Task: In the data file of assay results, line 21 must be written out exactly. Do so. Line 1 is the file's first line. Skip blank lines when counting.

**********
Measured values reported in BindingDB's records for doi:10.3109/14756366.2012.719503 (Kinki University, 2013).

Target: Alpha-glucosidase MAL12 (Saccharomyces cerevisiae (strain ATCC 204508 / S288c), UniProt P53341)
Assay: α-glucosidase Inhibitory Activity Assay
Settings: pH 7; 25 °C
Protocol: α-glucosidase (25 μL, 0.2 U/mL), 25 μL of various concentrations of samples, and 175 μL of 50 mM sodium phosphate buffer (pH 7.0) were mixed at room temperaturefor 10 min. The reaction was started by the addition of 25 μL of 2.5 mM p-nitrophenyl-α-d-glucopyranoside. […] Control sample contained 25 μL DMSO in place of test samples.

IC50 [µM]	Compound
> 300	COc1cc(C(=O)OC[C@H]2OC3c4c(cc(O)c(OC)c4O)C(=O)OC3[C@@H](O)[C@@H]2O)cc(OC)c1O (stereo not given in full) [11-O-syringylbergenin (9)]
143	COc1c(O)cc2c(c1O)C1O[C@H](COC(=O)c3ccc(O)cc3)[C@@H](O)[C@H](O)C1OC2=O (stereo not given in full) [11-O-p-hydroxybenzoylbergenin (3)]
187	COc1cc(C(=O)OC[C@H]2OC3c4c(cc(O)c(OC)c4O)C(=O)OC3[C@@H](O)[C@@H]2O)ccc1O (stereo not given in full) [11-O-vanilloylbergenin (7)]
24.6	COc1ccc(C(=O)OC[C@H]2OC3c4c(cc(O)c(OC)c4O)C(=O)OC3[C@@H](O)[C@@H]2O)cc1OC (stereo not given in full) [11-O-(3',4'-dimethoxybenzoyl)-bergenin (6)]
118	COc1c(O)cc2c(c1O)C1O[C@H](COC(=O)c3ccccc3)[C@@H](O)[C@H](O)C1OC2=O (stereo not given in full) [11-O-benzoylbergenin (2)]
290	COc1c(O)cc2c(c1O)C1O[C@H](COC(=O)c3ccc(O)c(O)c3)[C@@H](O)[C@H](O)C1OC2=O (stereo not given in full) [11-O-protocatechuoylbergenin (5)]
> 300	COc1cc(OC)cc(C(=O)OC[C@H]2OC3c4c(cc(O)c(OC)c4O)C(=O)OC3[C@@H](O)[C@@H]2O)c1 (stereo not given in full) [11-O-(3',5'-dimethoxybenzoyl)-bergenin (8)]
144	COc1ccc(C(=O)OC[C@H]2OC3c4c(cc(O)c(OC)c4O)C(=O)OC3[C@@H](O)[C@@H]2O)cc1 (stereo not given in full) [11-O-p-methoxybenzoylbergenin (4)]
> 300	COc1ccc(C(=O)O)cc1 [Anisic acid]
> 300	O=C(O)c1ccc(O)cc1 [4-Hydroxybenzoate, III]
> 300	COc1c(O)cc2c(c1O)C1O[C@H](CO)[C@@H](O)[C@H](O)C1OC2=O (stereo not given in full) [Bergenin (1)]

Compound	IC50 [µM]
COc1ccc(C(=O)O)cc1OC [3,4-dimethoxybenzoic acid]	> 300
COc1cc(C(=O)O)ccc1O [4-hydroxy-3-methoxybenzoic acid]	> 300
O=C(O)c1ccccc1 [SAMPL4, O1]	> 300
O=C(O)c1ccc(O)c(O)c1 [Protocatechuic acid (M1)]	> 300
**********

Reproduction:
O=C(O)c1ccccc1 [SAMPL4, O1]	> 300